Trial begins for suspect in brutal rape last summer
April 24, 2002
The trial of a man accused of brutally raping a woman in downtown Aspen last summer began Tuesday with jury selection and witness accounts of the night.
Marcos Garcia-Flores, who pleaded not guilty last November, sat in Pitkin County District Court in a black suit and tie, with his dark hair slicked back. A court-appointed interpreter translated the proceedings for him.
A jury of four women and nine men was selected by 3:30 p.m., and each attorney then gave opening statements.
Assistant District Attorney Lawson Wills told the jury although the case involves a sex assault, they should primarily try the case as first-degree assault.
“This case will give you the opportunity to define the term `extreme indifference to the value of human life,'” Wills said. “You can define what that term means to you.”
Wills told the jury what they will hear from witnesses in the trial: the story of a young woman who went out with her friends on a night in July and was attacked in the alley behind Little Annie’s Eating House after the bars closed.
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Wills said the victim will testify that her assailant threatened to kill her if she didn’t have sex with him, and that she was hit and thrown onto the pavement in the alley until she fell into a dazed stupor. The victim is expected to be the next witness called when the trial resumes this morning at 8:30.
Wills said evidence, including some taken from DNA, will prove that Garcia-Flores was that assailant.
Garcia-Flores was arrested 34 hours after the crime was committed, and Wills said the suspect told police “two versions” on “two different occasions” of what happened that night.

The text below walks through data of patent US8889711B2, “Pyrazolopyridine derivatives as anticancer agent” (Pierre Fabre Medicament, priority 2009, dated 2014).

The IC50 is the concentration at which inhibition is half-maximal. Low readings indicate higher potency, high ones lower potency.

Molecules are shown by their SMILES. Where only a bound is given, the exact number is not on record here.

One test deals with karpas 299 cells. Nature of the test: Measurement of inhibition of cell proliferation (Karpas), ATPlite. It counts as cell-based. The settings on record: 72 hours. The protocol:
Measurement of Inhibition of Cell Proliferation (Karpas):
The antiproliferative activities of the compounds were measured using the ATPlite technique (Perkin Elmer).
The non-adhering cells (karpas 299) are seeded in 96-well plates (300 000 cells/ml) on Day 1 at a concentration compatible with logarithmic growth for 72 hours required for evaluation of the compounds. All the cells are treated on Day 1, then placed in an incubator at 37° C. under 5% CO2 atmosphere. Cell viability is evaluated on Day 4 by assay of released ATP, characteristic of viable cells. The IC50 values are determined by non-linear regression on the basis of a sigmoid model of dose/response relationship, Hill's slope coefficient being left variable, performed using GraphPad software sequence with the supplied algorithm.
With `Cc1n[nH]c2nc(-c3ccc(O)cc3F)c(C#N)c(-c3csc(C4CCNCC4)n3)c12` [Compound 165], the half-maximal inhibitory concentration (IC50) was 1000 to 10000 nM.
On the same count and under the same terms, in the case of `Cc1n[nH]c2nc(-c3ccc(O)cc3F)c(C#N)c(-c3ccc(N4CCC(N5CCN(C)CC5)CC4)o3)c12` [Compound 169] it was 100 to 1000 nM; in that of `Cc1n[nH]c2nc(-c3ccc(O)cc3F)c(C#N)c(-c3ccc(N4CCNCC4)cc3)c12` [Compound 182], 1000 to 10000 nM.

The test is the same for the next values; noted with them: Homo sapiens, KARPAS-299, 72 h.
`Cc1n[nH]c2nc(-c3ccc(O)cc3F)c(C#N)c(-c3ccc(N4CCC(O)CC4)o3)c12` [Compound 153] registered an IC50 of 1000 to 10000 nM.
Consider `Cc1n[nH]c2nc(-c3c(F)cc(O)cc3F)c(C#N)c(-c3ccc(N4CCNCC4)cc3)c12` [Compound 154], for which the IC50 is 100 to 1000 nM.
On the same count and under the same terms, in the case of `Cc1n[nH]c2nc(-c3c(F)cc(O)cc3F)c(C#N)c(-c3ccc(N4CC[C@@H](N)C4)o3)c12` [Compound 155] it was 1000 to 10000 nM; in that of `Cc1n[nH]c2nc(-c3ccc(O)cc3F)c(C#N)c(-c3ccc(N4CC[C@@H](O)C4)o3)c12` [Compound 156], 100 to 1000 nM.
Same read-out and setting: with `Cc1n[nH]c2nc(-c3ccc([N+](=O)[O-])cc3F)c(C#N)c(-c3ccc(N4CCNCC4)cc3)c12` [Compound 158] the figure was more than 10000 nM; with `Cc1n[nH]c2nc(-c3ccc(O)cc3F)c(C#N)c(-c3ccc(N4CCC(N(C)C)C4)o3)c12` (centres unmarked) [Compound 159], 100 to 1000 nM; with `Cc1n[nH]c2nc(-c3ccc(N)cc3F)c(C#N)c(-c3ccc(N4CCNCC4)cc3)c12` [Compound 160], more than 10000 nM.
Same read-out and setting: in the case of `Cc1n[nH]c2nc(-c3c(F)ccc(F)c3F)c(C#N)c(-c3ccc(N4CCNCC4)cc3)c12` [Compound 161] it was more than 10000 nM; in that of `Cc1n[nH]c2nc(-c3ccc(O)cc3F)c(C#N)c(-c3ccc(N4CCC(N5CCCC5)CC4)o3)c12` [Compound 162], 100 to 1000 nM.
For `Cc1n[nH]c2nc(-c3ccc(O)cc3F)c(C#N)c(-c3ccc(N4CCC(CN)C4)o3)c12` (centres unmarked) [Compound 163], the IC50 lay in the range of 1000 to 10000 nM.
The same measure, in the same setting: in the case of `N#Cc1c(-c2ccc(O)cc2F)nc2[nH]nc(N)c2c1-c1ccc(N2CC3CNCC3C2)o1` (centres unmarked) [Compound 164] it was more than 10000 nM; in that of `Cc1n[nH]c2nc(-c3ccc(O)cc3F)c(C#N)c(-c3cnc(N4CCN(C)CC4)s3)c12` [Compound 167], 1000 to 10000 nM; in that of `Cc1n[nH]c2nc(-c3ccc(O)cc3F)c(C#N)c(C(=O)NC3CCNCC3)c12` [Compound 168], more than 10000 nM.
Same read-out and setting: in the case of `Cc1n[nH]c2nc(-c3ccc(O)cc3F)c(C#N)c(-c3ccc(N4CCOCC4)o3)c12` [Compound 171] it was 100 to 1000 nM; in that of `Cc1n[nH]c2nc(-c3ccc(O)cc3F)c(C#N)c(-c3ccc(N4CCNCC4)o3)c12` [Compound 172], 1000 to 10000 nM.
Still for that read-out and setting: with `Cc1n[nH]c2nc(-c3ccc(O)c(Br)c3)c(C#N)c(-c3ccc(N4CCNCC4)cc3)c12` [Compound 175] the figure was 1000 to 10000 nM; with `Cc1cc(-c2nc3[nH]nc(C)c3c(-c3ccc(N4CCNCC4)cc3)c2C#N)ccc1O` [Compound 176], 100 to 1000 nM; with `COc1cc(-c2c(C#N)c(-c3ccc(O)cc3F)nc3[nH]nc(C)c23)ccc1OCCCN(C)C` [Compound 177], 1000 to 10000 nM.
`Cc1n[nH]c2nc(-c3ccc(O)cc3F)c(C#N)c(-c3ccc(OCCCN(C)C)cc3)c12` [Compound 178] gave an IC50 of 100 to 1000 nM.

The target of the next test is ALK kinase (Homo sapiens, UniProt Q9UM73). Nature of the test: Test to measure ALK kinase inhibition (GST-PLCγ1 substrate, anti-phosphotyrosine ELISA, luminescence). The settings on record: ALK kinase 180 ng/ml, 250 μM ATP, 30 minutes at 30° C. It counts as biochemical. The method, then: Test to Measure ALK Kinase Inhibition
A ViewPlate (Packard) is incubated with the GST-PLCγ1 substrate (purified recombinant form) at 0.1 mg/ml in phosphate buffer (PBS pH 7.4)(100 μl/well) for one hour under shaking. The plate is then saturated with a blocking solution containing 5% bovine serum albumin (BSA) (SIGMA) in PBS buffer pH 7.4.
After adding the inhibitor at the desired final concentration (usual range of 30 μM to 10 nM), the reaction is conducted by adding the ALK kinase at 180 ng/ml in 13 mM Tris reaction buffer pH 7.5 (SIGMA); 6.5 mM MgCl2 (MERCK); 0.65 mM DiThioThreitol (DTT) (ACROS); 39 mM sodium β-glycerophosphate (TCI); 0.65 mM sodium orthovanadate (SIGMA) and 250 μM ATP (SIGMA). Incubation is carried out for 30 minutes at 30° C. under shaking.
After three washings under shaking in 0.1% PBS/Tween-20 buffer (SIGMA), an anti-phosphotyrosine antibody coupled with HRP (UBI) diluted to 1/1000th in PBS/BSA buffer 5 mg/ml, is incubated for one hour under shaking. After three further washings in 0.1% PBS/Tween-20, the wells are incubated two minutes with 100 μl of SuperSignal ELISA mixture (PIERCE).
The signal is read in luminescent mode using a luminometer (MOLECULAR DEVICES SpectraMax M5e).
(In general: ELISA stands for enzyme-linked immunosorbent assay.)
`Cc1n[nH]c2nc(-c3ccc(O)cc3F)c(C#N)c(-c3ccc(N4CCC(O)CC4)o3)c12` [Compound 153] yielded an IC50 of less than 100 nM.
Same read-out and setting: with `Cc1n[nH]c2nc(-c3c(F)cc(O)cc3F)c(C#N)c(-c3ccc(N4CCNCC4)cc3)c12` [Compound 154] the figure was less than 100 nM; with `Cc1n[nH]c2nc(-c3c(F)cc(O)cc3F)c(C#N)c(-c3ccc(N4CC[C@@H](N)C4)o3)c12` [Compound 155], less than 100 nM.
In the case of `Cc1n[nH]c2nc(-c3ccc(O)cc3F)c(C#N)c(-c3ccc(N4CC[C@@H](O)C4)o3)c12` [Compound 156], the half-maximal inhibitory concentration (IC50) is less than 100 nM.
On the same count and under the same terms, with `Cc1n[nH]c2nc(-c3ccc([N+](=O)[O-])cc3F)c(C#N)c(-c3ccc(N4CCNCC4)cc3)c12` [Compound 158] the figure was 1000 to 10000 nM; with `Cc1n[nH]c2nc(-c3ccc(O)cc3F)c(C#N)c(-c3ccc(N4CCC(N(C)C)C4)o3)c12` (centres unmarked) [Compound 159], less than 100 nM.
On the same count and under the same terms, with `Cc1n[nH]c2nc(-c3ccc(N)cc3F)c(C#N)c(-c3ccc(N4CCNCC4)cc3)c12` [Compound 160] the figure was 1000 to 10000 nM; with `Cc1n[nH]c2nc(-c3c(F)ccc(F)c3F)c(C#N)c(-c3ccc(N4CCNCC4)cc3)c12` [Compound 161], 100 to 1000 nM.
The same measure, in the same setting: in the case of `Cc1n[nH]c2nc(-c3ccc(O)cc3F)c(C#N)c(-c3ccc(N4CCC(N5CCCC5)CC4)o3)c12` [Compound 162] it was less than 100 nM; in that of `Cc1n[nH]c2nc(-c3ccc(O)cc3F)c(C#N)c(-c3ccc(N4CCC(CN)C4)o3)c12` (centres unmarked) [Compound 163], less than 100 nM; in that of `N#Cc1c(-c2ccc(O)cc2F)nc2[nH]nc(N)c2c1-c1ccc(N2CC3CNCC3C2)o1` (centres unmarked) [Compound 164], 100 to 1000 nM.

In response, public defender James Conway gave a short opening statement, reminding jurors they must decide the case based on witness testimony alone.
“What you just heard is the prosecutor’s view of July 18 … I’d like to remind you that what the DA said is not evidence. He is not a witness, he’s an advocate,” Conway said. “Mr. Garcia-Flores when faced with allegations chose to plead not guilty, and he has a presumption of innocence. I am confident that after the conclusion of the trial, you will find him not guilty.”
Miami resident Grace Delasala, 27, was the prosecution’s first witness. She testified that she was living in the valley last summer and walking to a friend’s house with her cousin when the victim ran toward them near the corner of Hunter Street and Hyman Avenue.
“She said, `I was just raped,'” Delasala said. “Her eye was swollen shut – it was horrible. Big, fat and swollen like in a Rocky movie when someone’s been punched really hard. She told us a man, a Hispanic guy who had a bike, had raped her and pounded her head against the cement. She said he told her if she didn’t have sex with him, he’d kill her.”
Delasala said the young woman also had a bloody nose and fresh scrapes on her arms. She said the woman was disheveled and was difficult to understand until Delasala attempted to calm her down.
“It’s very vivid in my mind, because it was traumatic for me,” Delasala said. “This is Aspen. Everyone thinks it’s so safe.”
During Conway’s follow-up questions, Delasala told the jury she and her cousin did not witness the attack and did not remember hearing screams prior to encountering the victim. Delasala said the victim said “her boyfriend and her mother would be mad at her” for the attack, but she said she did not know what the victim meant by the statement.
The prosecution’s second witness was Aspen Police Officer Roderick O’Connor, who told the jury he was the first officer on the scene after the victim, Delasala, Delasala’s cousin and a man with a cell phone called 911. He said he noticed the victim’s right eye was swollen shut and “getting worse by the minute,” and she seemed “scared and like she was not sure what happened.”
Wills entered photos of the victim taken in the days immediately following the alleged attack into the trial’s evidence record. And O’Connor confirmed that the photo of the victim with one eye swollen up and a dark shade of pink was representative of how the victim looked when he first spoke to her.
O’Connor said the victim was not showing signs of intoxication, but on Conway’s questioning the witness added that he was not particularly looking for those signs like he would in a traffic-stop situation.
O’Connor also said during an interview at the hospital that night, the victim told him her assailant threatened to kill her, “rammed her head against the ground,” and put his hands around her neck and tried to choke her while she tried to fight back.